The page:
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By Carol Mayer-Reed, FASLA, principal at Mayer/Reed
In the face of this unprecedented novel coronavirus crisis, we all pause for personal reflection. As designers of the built environment, we are also considering the perplexing social distancing adaptations that require a rationing of physical space. We’re all being asked to analyze the potential consequences of our individual actions at a micro scale. We’re also thinking at a macro scale of effects across the country and globe, which is difficult to fathom.
We witness many people turning to parks and open spaces for solace, mental health and nature, as well as exercise routines and recreation. Increasingly, we grasp the value of friendly, walkable neighborhoods and flexible open spaces—places where we can spend time outdoors with our kids, family members and neighbors (at an appropriate distance) during these times of crisis.
We crave optimism and are looking for ways to restore our bodies and souls. We recognize that our connection to nature, sunlight and fresh air is essential to our being. The appropriate levels of engagement and respectful use of outdoor spaces are key. And the need for increased resources deployed to the underserved parts of our community is further underscored—now more apparent than ever.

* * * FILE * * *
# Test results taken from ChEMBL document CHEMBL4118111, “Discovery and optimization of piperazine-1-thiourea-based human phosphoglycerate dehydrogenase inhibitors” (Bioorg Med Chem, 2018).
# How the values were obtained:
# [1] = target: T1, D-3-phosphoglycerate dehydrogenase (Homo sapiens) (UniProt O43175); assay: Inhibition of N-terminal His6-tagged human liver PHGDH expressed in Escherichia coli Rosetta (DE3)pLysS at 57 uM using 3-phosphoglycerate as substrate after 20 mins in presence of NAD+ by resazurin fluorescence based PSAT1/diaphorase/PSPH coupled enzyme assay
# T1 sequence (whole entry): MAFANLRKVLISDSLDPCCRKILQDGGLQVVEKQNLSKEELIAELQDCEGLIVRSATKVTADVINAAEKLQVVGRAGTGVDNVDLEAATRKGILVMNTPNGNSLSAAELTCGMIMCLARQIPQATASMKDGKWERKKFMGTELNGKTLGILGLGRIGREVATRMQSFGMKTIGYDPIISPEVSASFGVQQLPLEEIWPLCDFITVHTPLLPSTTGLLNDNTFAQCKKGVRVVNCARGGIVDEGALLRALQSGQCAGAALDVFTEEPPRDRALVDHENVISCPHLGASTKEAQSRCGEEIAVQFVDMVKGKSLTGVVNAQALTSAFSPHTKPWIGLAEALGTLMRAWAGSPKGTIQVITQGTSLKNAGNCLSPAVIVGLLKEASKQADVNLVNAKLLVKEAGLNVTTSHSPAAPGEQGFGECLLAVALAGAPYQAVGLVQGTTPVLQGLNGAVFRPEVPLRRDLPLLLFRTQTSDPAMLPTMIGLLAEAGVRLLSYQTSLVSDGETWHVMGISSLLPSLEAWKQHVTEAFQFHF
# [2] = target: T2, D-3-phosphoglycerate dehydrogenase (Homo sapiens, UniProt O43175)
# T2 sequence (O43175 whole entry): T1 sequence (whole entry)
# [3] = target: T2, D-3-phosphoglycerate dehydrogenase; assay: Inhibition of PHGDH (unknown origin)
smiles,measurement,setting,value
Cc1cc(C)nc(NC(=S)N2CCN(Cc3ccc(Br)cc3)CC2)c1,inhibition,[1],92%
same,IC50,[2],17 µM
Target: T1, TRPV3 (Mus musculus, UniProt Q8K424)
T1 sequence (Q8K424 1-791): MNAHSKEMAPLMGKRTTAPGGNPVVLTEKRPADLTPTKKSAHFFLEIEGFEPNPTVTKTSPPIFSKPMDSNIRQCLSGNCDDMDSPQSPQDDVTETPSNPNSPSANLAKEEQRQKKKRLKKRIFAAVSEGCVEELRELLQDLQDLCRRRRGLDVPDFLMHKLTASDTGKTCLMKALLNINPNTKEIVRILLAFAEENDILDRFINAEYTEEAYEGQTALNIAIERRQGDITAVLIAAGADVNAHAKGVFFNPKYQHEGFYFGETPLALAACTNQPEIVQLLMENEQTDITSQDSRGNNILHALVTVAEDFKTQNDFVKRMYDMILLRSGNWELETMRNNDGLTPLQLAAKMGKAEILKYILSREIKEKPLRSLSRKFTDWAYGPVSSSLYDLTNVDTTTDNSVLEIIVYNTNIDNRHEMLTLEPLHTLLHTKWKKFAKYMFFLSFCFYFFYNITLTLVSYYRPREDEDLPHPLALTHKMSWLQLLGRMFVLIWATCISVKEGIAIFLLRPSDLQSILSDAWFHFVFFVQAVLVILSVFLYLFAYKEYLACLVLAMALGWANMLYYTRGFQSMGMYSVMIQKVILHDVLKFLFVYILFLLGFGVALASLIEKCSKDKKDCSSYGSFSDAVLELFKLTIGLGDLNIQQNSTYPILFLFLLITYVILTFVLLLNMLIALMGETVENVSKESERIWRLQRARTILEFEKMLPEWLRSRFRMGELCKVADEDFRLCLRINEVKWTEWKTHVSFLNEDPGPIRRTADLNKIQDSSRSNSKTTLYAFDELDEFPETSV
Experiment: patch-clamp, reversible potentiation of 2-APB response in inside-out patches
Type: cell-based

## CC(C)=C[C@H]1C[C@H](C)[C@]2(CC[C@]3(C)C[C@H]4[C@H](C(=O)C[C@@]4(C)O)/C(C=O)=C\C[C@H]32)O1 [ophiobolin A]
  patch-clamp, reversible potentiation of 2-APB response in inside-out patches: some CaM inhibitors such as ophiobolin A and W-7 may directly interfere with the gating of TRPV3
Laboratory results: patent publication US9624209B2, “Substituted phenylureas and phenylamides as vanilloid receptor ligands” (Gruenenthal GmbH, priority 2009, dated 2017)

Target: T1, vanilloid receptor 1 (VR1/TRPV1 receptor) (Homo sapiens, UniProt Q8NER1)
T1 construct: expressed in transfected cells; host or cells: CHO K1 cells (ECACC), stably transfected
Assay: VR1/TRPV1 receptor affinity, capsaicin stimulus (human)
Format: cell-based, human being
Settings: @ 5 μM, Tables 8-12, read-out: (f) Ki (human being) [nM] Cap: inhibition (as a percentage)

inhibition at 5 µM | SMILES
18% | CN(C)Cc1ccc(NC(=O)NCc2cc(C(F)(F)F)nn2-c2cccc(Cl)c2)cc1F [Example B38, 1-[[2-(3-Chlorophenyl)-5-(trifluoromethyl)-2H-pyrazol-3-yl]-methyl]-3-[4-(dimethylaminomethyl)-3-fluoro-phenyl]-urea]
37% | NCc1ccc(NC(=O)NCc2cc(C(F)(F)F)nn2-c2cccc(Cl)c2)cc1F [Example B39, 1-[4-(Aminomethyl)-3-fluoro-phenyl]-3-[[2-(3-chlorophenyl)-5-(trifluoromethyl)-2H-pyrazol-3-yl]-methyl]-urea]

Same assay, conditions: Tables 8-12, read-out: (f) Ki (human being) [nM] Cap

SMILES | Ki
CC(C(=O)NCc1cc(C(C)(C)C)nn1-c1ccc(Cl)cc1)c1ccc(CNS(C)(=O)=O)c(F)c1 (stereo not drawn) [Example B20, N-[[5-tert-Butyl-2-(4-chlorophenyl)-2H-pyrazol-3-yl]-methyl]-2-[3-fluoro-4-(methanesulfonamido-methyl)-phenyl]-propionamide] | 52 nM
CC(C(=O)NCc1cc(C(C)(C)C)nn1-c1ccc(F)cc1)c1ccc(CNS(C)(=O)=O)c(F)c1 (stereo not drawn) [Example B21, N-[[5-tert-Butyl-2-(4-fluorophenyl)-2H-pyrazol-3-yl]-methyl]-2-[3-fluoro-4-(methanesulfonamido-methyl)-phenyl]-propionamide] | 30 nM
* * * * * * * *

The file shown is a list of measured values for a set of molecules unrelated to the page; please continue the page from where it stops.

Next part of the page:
In walking to a number of neighborhood parks here in Portland throughout the last month, we see diverse people from all walks of life savoring the spring air: couples, elders, multi-generational families, parents with strollers, teens, tweens and solo dog walkers. We study how they consciously populate shared outdoor spaces and (for the most part) demonstrate concern for others. People who pass on walkways and in streets often acknowledge one another in ways we rarely see in urban environments. We nod to porch sitters. Our basic human desire to connect, even with strangers, seems as strong as ever before.
The need for collective awareness and respect for each other is heightened at this time. It’s an opportunity to remind ourselves of the importance of our investment in our parks, access to nature and the public realm. As landscape architects, designers and planners, we must use this time to deepen our understanding of the intrinsic value of parks, walkable streets and public spaces where everyone can feel a sense of belonging. We must redouble our efforts to create spaces that promote the values of equity and inclusion throughout the region. Everyone deserves access to these shared assets that help to define a healed, healthy and re-connected community.